Final Resting Place

This is the final post in the series of photos that I took while I was visiting my Mom over the Memorial Day weekend. I saved what I think is the best for last — the final post will be focused on the historic final resting place for centuries of Albion residents.

Mount Albion Cemetery formally opened in 1843. It consists of over 100 acres and over 30,000 grave sites. The land that the cemetery sits on was formed by glaciers and remains in the natural landscape of picturesque rolling hills.

The cemetery is a source of great pride for the town of Albion and is listed on the National Register of Historic Places. There are regularly scheduled walking tours through the cemetery for villagers and tourists and many frequently visit it to walk or just sit and enjoy the peaceful beauty. The paved roads through the hilly, shady landscape make for a great place to take a walk with the family, including the dog! There are benches throughout the cemetery for folks to sit and relax — including many that are placed there by family members so that they can sit while “visiting” their departed loved ones.

You may think it is bazaar to talk about going to the cemetery on a lovely afternoon or evening to take a walk or take in the tranquility — not usually the first place most people think of when they are looking for a place to spend some quality time. But, when you look over the following photos, you’ll see that it is so much more than just a cemetery!

The first thing visitors see as they enter the majestic gates is the chapel. It is made from Medina Sandstone and has some lovely stained glass windows. One of the windows is a tribute to a woman who had a significant influence in my life – Donna Rodden. Mrs. Rodden was one of my childhood friend’s mother, my scout leader, school librarian, drama coach, and also became Albion’s most beloved Mayor of all time! As Mayor, she did a ton of work to restore areas of Mt Albion that had gone into disrepair and to market it as a tourist attraction.

Here is where I will be put to rest when the time comes. My grandparents purchased four plots when my Mom’s brother was killed at 5 years old. Now, Laverne and my grandparents occupy three of the four plots. The fourth one was for my Mom, but at some point in the future (way into the future), she will now be buried a few stones down on the same street with my Dad. So – my Grandfather deeded the fourth plot to me! So, I have the peace of mind of knowing that I have a beautiful, shady spot up on a hill in Mt. Albion right next to my grandparents and just a short distance from my Mom and Poppy!!! My plot is in the first of the next two photos – just to the left of the stone where the floral pot is sitting. The second photo is where my Dad is now.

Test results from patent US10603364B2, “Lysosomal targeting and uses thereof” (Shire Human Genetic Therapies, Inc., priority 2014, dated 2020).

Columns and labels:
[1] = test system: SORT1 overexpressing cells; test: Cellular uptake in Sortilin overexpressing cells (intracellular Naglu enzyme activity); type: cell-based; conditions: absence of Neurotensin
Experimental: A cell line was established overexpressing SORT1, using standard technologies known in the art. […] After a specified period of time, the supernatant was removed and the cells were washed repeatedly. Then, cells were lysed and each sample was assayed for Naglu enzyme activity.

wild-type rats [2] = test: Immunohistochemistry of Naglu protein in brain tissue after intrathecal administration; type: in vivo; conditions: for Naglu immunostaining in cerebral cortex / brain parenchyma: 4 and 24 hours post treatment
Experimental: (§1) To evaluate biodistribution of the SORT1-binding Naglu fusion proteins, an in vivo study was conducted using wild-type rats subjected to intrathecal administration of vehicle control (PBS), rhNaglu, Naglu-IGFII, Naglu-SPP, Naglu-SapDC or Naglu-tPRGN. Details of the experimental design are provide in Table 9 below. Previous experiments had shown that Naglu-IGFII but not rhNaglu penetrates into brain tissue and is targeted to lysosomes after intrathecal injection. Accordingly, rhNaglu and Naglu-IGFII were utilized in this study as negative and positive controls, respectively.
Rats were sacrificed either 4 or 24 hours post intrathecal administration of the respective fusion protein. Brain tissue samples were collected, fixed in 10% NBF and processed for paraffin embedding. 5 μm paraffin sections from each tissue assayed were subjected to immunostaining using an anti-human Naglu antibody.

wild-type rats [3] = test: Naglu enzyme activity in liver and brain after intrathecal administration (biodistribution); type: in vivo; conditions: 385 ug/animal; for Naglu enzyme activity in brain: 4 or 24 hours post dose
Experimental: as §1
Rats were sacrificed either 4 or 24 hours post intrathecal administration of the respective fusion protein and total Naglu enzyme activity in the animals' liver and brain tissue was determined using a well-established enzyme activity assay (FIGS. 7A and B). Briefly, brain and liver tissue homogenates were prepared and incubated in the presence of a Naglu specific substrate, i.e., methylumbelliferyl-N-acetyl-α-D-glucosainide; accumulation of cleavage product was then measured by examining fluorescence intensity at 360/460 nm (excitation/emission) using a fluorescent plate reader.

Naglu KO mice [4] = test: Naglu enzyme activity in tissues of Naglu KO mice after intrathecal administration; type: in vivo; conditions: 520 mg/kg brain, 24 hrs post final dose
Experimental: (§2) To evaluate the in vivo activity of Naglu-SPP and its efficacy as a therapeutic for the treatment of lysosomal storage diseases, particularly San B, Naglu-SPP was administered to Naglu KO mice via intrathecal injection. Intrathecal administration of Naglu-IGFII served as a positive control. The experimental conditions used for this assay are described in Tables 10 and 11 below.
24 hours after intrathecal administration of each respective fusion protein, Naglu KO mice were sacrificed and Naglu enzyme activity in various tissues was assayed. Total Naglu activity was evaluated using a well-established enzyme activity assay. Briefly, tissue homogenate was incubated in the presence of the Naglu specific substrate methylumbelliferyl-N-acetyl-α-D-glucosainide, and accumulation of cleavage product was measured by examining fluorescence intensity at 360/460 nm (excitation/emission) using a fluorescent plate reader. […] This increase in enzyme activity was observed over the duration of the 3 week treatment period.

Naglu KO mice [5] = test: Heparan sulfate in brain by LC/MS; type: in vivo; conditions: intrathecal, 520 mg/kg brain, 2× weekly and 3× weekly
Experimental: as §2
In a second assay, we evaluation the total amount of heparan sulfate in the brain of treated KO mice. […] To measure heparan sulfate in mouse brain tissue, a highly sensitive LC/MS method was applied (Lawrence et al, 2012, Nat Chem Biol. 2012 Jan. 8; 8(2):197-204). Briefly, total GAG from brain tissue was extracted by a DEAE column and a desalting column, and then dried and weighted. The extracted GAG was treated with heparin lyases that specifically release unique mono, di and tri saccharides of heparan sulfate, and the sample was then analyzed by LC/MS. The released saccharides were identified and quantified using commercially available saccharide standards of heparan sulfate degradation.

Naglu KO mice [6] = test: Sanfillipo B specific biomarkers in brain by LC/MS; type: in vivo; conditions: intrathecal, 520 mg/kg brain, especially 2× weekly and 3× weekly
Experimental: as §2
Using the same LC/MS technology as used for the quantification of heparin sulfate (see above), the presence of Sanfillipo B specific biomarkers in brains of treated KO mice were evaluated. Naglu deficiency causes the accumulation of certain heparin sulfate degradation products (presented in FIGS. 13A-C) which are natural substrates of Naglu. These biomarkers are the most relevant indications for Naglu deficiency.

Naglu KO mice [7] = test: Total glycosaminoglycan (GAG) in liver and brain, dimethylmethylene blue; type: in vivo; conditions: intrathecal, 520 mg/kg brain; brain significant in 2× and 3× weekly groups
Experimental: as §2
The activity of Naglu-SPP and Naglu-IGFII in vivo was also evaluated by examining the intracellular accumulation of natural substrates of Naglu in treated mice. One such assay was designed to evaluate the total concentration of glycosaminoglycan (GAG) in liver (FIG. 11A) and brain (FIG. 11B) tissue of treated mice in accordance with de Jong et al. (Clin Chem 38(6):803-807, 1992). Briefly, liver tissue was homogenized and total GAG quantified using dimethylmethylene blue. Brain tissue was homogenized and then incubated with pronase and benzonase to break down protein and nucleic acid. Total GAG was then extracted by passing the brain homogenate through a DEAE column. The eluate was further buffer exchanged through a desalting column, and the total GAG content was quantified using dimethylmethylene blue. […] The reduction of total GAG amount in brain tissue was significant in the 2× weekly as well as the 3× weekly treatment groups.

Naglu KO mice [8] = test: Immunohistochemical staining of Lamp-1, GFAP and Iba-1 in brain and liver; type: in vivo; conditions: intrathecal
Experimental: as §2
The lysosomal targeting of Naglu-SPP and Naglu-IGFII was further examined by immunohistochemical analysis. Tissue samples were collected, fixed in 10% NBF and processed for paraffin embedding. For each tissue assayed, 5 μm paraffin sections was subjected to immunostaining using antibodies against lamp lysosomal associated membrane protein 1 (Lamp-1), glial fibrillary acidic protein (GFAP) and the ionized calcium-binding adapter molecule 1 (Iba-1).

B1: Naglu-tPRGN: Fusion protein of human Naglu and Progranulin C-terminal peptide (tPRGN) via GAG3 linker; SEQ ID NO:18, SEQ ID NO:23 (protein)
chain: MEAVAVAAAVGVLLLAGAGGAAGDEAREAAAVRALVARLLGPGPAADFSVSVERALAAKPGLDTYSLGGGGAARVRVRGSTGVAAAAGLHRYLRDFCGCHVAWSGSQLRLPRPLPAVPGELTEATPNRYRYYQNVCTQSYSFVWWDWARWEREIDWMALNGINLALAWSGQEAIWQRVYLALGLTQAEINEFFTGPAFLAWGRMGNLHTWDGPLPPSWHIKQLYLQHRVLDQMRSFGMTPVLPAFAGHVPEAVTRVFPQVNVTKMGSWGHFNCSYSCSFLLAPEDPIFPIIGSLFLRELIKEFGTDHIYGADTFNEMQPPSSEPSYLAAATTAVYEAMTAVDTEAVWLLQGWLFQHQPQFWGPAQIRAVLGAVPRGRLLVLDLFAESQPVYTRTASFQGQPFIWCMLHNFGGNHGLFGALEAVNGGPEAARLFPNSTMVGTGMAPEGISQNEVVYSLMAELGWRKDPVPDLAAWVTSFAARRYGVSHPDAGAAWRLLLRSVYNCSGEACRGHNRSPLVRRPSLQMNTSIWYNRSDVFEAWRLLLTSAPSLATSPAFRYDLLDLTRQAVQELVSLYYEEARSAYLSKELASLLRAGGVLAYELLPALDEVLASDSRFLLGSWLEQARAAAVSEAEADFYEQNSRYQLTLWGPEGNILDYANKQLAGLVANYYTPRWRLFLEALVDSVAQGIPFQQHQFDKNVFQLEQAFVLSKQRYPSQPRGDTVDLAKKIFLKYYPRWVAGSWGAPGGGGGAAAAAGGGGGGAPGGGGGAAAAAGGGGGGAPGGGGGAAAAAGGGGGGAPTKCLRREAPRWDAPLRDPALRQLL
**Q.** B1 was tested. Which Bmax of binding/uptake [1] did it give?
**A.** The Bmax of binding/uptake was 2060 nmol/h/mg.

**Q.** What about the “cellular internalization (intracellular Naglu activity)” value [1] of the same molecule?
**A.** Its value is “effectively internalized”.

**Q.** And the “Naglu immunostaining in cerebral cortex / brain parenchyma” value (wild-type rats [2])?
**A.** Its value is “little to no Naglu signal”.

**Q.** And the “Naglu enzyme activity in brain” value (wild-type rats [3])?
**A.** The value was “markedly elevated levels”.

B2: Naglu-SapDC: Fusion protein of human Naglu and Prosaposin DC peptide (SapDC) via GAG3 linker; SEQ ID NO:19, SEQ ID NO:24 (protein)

When full sized, the following two photos show off the attraction of just spending quality time in Mt. Albion. The first photo has a couple in the distance walking along the road. The second photo is of a lovely landscaped seating area with a picnic table.

The next photo is of the Soldiers and Sailors Monument Tower – constructed, again, of Medina Sandstone. It stands 68 feet on top of the highest point in the county and has 463 names of Orleans County Civil War casualties engraved in marble slabs. Visitors can climb the winding wrought iron staircase to reach the top of the tower and have an incredible unobstructed view for miles and miles in all directions!!

The next few photos are of the oldest sections surrounding the Soldiers and Sailors Monument Tower. The first is just across the lane from the entrance to the monument. The second is looking over the hill from the first photo. The third is a shot up the lane.

The next three photos are excellent examples of the many huge family mausoleums that stand throughout the cemetery. Some are free standing and some are “fronts” for mausoleums that are embedded into the hillside (as seen in the first photo).

All the following photos are just random shots showing all the different sections – I didn’t get one of the three separate military sections, but did get a nice mix of old and new sections showing the hilly areas and some of the flatter areas. They also show some of the incredibly impressive head stones and exquisite landscaping throughout the cemetery.Now — doesn’t browsing through these photos make you want to go take a leisurely walk and listen to the tranquillity and breathe in the history???? Be careful, though — some of the higher roads in the oldest sections are extremely narrow, steep, and deeply curved!! As I was driving my Mom’s car up around the tower to get some shots up there, we went just a little too far and couldn’t turn around. We were forced to take the old narrow roads back down to the bottom and it was SCARY!!!!

Oh, yeah — and one more photo — Albion has a large Catholic population that have a separate cemetery that is also very beautiful — although not as majestic as Mt. Albion. Here is the chapel that greets visitors to the Catholic Cemetery – constructed of (you guessed it) Medina Sandstone.

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